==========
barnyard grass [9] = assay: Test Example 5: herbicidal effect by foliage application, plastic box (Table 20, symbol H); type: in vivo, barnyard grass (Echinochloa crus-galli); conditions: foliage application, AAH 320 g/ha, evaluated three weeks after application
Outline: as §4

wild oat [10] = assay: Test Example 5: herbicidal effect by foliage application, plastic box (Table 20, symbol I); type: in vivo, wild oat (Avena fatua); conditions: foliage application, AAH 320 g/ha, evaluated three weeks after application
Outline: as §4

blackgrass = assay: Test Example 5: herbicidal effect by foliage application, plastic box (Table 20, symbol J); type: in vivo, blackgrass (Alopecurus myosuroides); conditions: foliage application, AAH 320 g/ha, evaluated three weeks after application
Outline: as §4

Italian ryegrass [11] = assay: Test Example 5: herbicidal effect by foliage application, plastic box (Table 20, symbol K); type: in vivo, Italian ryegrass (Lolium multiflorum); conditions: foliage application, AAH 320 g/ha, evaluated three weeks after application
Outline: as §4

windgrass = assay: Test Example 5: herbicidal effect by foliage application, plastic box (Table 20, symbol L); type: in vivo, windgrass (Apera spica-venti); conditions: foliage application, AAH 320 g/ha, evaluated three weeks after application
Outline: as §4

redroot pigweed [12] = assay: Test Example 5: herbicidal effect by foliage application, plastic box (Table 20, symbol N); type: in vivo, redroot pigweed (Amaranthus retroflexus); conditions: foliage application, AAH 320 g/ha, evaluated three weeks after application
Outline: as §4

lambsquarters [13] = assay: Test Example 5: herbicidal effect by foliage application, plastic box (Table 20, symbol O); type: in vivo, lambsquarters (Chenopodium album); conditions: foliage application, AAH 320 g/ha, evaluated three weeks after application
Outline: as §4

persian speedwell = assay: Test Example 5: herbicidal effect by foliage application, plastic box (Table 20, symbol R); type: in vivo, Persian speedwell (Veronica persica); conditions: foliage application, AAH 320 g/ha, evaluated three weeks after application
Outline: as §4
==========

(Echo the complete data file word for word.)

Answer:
barnyard grass [9] = assay: Test Example 5: herbicidal effect by foliage application, plastic box (Table 20, symbol H); type: in vivo, barnyard grass (Echinochloa crus-galli); conditions: foliage application, AAH 320 g/ha, evaluated three weeks after application
Outline: as §4

wild oat [10] = assay: Test Example 5: herbicidal effect by foliage application, plastic box (Table 20, symbol I); type: in vivo, wild oat (Avena fatua); conditions: foliage application, AAH 320 g/ha, evaluated three weeks after application
Outline: as §4

blackgrass = assay: Test Example 5: herbicidal effect by foliage application, plastic box (Table 20, symbol J); type: in vivo, blackgrass (Alopecurus myosuroides); conditions: foliage application, AAH 320 g/ha, evaluated three weeks after application
Outline: as §4

Italian ryegrass [11] = assay: Test Example 5: herbicidal effect by foliage application, plastic box (Table 20, symbol K); type: in vivo, Italian ryegrass (Lolium multiflorum); conditions: foliage application, AAH 320 g/ha, evaluated three weeks after application
Outline: as §4

windgrass = assay: Test Example 5: herbicidal effect by foliage application, plastic box (Table 20, symbol L); type: in vivo, windgrass (Apera spica-venti); conditions: foliage application, AAH 320 g/ha, evaluated three weeks after application
Outline: as §4

redroot pigweed [12] = assay: Test Example 5: herbicidal effect by foliage application, plastic box (Table 20, symbol N); type: in vivo, redroot pigweed (Amaranthus retroflexus); conditions: foliage application, AAH 320 g/ha, evaluated three weeks after application
Outline: as §4

lambsquarters [13] = assay: Test Example 5: herbicidal effect by foliage application, plastic box (Table 20, symbol O); type: in vivo, lambsquarters (Chenopodium album); conditions: foliage application, AAH 320 g/ha, evaluated three weeks after application
Outline: as §4

persian speedwell = assay: Test Example 5: herbicidal effect by foliage application, plastic box (Table 20, symbol R); type: in vivo, Persian speedwell (Veronica persica); conditions: foliage application, AAH 320 g/ha, evaluated three weeks after application
Outline: as §4